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Government & policy

Review calls for accelerated EHR action in Saskatchewan

REGINA – Saskatchewan needs an integrated system of electronic health records to boost the quality of care received by patients, and to reduce medical error and wait times, concludes a new review of the provincial healthcare system.

The need for better use of electronic records is one of the major recommendations of the Patients First review, headed by Tony Dagnone (pictured), former president of the Royal University Hospital in Saskatoon and former CEO of the London Health Sciences Centre, in London, Ont.

The Patients First review based its findings on the input of 4,000 Saskatchewan citizens and hundreds of caregivers and healthcare administrators.

“Information technology is a prerequisite to improving patient care and safety, reducing costly duplication and delays, and supporting increased accountability,” says the report, which Dagnone delivered earlier this month.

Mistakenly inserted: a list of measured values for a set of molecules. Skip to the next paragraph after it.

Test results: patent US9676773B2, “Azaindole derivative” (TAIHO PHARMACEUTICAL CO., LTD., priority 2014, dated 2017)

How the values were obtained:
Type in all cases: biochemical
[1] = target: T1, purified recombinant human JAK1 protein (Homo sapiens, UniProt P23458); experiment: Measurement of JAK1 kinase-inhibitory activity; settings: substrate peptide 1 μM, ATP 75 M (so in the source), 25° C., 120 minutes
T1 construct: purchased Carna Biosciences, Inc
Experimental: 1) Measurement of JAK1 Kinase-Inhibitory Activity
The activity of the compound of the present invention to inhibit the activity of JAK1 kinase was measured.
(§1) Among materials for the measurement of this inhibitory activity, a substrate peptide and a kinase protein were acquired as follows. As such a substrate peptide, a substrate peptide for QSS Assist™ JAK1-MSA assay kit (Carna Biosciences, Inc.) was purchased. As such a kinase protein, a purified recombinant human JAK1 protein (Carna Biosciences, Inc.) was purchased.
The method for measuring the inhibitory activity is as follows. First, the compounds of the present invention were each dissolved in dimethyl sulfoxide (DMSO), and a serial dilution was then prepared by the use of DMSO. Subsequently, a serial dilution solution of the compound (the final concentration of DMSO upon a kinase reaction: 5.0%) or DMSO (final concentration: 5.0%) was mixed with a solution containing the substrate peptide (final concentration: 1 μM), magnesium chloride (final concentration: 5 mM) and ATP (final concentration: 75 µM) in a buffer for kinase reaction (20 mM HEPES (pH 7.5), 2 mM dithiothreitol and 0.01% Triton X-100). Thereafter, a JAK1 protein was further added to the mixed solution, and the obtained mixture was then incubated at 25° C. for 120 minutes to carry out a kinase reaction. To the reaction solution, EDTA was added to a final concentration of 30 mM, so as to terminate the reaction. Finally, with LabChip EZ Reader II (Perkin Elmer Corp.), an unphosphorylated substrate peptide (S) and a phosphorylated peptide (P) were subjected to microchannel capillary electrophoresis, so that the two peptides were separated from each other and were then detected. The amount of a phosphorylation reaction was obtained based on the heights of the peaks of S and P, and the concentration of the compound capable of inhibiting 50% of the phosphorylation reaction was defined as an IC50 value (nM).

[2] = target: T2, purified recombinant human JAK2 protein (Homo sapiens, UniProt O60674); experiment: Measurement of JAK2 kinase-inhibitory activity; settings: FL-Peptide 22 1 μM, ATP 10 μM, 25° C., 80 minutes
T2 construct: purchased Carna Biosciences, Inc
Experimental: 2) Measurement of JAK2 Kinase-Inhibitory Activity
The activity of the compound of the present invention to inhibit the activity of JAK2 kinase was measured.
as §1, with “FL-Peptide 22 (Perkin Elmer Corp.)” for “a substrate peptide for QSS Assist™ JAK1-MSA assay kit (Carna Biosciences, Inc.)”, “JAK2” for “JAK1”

The review recommends “that the Ministry of Health, in consultation with the health regions, the cancer agency, and clinical leaders invest in and accelerate development of provincial information technology capabilities within a provincial framework. This will involve:

• Developing an e-Health implementation plan by early 2010;
• Securing and stabilizing funding for both the provincial electronic health record requirements and health region implementation requirements; and
• Determining the preferred service delivery structure for IT at the health region level to ensure the realization of one provincial system.

According to the report, healthcare in Saskatchewan “remains largely paper-based, with most practitioners writing diagnostic and therapy orders and maintaining manual records which cannot be readily transferred from one part of the health system to another. Yet the highly complex nature of health care demands greater access to information through technology.”